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How are pre-op transsexuals divided in short-term holding areas after incarceration?
February 2, 2009 11:17 AM   Subscribe

Where are pre-op transsexuals placed in short-term holding tanks when they are arrested? The men's area, or the women's?

I would definitely prefer an answer from actual police enforcement officials, but if you happen to know, I've wondered this forever. I used to live in a shady neighborhood and there was a well-known transsexual person of the evening that got arrested at least six times in front of my building. My understanding from the local convenience store clerk was that she was pre-op, but had breast implants and obviously hormone treatments.

In smaller areas, I would imagine there is a sort of "hold-all" cell area where people get put to sober up, get picked up by their parents, that sort of thing. But I live in a larger town where you are definitely divided in the holding tank areas by gender.

So, cops/transsexual workers/whomever: When a pre-op person gets arrested (prostitute or not, but I'm especially interested in the prostitute side of things, considering there may be violence in the holding tank), where does that person get assigned? The women's holding tank, or the men's? Is a strip-search done beforehand? I pray to god I'm not offending anyone by asking this, it genuinely is a question that has plagued me with curiosity for years.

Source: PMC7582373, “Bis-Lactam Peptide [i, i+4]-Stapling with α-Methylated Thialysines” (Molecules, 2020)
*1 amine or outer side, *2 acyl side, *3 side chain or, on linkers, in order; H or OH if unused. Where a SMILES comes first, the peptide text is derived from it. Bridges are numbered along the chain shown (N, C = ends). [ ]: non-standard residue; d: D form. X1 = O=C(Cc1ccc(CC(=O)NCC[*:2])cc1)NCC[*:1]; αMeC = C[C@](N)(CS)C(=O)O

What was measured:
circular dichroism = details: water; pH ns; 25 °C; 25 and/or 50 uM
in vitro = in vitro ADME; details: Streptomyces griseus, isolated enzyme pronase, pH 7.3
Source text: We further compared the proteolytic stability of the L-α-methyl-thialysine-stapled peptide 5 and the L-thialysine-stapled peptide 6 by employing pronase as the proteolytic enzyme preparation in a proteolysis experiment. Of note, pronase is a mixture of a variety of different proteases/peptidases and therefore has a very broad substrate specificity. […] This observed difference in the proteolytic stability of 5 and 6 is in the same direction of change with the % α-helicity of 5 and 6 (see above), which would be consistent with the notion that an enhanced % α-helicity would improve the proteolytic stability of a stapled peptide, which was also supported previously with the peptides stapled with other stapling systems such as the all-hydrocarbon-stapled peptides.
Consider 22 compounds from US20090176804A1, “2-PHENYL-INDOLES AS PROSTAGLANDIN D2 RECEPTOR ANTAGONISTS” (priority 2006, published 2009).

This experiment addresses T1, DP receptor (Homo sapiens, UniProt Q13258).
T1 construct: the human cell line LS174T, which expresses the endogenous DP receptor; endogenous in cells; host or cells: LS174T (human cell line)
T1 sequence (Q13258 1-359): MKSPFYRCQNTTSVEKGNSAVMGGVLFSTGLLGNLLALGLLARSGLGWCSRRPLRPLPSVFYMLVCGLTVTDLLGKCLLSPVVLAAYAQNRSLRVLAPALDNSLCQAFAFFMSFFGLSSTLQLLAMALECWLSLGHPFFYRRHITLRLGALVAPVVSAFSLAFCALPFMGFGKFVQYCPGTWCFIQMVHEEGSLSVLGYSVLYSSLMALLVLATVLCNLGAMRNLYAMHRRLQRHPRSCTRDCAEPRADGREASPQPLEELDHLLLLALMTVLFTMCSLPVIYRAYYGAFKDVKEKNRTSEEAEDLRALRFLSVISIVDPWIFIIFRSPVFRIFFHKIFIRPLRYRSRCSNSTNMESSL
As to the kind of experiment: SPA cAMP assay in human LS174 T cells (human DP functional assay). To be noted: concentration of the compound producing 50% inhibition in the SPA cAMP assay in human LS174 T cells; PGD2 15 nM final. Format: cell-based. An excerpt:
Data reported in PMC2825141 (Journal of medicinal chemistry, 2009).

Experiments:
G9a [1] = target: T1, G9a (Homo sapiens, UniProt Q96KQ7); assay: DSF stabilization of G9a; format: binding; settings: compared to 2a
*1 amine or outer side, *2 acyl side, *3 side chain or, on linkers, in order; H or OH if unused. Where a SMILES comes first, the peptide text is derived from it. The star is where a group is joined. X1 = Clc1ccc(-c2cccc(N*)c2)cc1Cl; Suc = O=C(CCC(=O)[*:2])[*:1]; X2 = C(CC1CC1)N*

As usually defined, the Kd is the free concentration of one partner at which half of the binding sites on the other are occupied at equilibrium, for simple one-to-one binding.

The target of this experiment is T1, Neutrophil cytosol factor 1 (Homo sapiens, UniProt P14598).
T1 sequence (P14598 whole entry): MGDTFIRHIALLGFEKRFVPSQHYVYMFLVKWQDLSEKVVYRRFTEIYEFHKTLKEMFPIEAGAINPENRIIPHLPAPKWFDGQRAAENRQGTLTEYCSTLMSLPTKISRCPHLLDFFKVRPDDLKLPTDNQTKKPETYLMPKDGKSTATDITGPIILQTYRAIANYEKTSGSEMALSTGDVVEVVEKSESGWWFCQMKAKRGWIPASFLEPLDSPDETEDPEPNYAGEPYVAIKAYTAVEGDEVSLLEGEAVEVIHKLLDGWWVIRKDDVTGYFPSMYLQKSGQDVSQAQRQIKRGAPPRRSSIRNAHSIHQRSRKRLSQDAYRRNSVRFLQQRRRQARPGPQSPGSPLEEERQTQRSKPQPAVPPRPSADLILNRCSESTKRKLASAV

I would assume that if you are transgender and busted on a larger charge and convicted, therefore serving time, you'd be assigned to whichever prison you belong to based on the genitals that you still retain at the time. Please feel free to clarify this better for me, too. I have seen various documentaries on gender reassignment surgery in prison and know that is an option/possibility; I am more concerned with where people go in the 24-hour holding tank areas for short-term offenses.
posted by Unicorn on the cob to Grab Bag (10 answers total) 6 users marked this as a favorite